As Run-Ins Rise, Police Train To Deal With Those Who Have Mental Illnesses As the availability of mental health services has declined, many police departments have trained Crisis Intervention Teams to respond to people with mental illness.

As Run-Ins Rise, Police Train To Deal With Those Who Have Mental Illnesses

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A recent number of high profile police shootings - including that of Michael Brown in Ferguson, Missouri, last month - have led to increased scrutiny of police interactions with civilians. People with mental illness are disproportionally subject to the use of force by police. Across the country, local departments hold special sessions to train officers about mental illness and how to help the people they interact with. Durrie Bouscaren, of St. Louis Public Radio, reports.

DURRIE BOUSCAREN, BYLINE: Walking up and down the aisle of a police academy classroom in downtown St. Louis, Lieutenant Perri Johnson tells the officers here that responding to calls when a person is a mental distress is never easy.

LIEUTENANT PERRI JOHNSON: You're going to get plenty of opportunity to utilize some things that you're learning. You're going to get thrown in a situation...

BOUSCAREN: This lecture on tactical communications is part of a weeklong crisis intervention training - or CIT. Officers are taught to recognize different types of mental illness and how to de-escalate situations where someone feels threatened or may react violently.

JOHNSON: You know, you'll see bipolar disorder, schizophrenia - various versions of that. What we see a lot of is people, who haven't been diagnosed, and they may be taking drugs, they may be drinking to mask those issues.

BOUSCAREN: These officers respond when people are experiencing some of their darkest moments. On rare occasions calls end with injuries to the person in distress, or the officer, or both. Lieutenant Johnson says he tells his students that most of all they need to use compassion.

JOHNSON: Lower your voice so that that person becomes comfortable, but at the same time you're keeping an eye of their movement - on their hands. Know where the doors are in case you need to get out quickly.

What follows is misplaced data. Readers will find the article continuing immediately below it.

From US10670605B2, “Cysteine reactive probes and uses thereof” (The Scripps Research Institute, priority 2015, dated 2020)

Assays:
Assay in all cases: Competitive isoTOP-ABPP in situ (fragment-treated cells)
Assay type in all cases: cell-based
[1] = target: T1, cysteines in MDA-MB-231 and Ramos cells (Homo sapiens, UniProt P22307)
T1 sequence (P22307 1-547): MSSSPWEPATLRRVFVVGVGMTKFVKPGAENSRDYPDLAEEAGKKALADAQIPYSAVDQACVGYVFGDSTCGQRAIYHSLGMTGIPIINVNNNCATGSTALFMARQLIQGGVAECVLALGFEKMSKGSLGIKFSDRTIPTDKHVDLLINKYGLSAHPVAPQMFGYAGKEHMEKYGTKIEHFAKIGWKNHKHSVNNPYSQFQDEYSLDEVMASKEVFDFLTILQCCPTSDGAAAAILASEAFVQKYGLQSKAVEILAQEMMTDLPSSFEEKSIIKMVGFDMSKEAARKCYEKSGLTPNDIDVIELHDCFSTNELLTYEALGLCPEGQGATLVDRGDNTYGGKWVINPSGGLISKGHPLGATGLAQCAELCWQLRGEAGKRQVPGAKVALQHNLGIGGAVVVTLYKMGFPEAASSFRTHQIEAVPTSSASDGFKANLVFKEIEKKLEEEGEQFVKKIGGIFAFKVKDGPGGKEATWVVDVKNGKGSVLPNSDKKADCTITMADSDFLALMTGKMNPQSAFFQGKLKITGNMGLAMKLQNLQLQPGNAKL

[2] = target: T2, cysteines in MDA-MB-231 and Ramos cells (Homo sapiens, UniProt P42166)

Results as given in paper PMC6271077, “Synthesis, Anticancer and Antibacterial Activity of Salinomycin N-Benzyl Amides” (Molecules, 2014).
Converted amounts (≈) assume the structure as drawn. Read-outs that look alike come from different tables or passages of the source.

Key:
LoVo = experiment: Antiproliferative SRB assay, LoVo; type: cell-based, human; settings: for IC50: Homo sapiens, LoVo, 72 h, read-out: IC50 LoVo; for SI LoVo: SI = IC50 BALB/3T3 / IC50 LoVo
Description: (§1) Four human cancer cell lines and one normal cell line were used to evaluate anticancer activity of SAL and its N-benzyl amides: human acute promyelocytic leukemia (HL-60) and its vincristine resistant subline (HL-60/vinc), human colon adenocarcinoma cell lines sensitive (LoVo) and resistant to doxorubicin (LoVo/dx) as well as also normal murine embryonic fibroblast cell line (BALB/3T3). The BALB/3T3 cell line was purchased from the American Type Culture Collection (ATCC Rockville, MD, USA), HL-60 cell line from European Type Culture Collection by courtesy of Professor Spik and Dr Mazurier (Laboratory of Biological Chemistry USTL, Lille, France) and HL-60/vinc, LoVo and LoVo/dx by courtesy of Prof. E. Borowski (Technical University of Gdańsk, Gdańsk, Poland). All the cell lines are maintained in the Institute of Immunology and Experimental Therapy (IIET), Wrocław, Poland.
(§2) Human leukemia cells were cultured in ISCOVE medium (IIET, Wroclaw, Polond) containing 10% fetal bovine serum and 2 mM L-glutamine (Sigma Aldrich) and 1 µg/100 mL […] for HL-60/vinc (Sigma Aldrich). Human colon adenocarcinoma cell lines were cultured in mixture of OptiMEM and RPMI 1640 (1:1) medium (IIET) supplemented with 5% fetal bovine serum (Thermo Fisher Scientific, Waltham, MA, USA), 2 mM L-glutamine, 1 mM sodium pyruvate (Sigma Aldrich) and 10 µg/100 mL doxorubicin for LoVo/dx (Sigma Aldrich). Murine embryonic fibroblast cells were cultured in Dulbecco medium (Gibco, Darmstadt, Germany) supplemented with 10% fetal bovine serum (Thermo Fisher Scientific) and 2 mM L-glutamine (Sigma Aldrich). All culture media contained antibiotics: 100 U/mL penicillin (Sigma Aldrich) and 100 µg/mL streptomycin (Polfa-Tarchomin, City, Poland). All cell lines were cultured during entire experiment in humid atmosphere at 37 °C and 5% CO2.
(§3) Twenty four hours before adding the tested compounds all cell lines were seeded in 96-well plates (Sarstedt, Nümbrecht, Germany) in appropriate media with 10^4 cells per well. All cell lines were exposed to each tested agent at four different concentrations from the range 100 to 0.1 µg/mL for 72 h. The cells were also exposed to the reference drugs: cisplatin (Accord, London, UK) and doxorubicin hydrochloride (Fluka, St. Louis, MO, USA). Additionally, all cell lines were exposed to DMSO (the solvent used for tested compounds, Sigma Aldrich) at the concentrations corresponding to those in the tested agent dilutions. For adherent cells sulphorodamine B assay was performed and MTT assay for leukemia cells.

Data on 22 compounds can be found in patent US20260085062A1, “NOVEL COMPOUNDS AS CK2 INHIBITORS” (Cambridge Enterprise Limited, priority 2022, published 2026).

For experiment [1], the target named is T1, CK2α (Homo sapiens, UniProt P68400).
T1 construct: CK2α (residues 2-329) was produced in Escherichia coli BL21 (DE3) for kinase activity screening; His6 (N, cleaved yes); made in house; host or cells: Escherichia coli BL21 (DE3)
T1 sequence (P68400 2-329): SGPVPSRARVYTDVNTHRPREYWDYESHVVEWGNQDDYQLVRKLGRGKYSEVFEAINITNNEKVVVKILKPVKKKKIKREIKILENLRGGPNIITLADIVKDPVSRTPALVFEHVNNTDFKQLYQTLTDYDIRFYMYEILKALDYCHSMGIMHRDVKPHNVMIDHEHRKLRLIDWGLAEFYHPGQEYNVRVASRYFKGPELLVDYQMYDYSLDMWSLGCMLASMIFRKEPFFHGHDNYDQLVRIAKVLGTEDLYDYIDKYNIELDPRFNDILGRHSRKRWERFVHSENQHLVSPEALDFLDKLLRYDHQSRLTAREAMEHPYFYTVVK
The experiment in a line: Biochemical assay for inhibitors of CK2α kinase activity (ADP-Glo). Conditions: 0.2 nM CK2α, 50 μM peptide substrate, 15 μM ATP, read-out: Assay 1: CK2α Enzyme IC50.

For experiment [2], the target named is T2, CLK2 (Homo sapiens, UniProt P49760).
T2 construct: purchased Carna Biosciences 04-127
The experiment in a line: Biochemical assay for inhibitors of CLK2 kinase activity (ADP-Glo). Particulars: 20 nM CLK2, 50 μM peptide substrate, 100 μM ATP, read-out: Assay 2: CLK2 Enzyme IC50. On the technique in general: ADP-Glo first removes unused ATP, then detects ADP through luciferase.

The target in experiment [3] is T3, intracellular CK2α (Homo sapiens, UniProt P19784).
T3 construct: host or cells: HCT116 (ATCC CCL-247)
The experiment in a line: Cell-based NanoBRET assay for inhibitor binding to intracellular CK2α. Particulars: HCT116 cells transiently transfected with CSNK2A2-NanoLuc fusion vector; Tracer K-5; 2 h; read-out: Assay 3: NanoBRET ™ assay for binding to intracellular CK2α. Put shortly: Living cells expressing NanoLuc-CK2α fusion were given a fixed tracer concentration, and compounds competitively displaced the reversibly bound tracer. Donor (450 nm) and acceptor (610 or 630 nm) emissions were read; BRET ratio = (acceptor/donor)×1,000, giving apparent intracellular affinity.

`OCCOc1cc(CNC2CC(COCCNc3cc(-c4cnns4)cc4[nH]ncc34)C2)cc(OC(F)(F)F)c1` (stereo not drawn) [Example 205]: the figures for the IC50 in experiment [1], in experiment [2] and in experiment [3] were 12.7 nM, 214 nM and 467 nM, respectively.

BOUSCAREN: In the late 1980s police in Memphis, Tennessee, shot and killed a man threatening suicide with a knife. It was outcry over the incident that led to developing the crisis intervention team model, which has now been expanded to almost 3,000 local departments and regional councils. Local providers for mental health services - including the National Alliance on Mental Illness - work closely with departments to develop the curriculum. Richard Stevenson is with that group. He says it's important that officers know where they can take a person to get help. Almost 90 percent of St. Louis CIT calls end with the person being taken to the emergency room or another treatment facility.

RICHARD STEVENSON: Because it is helpful, because it is successful, no one hears anything about it. There's not much great news value to an officer who does an effective job at calming a situation down and getting help for the person who is in distress.

BOUSCAREN: Linda Teplin teaches psychiatry at Northwestern University. She says increasingly police are taking on the role of street psychiatrists as a decline in funding for mental health programs leaves people with mental illness with fewer resources.

LINDA TEPLIN: So the issue is what is happening to these people? Who in past years would have been treated in the mental health system and now are not receiving treatment and are in the street.

BOUSCAREN: Teplin says this means people with mental illness now have more contact with law enforcement, are more likely to be arrested and, in very rare cases, hurt during police encounters. An analysis of St. Louis area CIT reports shows that on average officers used force in about 4 percent of cases, most often with a Taser or constraint. Last month a St. Louis CIT-trained officer shot and killed a 25-year-old Kajieme Powell who was rushing towards officers while carrying a knife, imploring them to shoot him. St. Louis CIT coordinator Sergeant Jeremy Romo says his teams take these cases seriously. He says when officers are responding to someone who may pose a threat to themselves or others they're trained not to further escalate the situation.

SERGEANT JEREMY ROMO: But in some situations the situation is evolved and gone so far downhill that the officer's safety or citizen safety takes a priority.

BOUSCAREN: Sergeant Romo says when force is used there's something else that comes to mind...

ROMO: I want to know how many times that individual was in the hands of the mental health system and the mental health system failed to provide them with adequate assistance.

BOUSCAREN: Romo says demand for CIT training classing has increased, but he notes the greatest need appears to be not in cities but in rural areas where emergency mental health services are often scarce or nonexistent. For NPR News, I'm Durrie Bouscaren in St. Louis.

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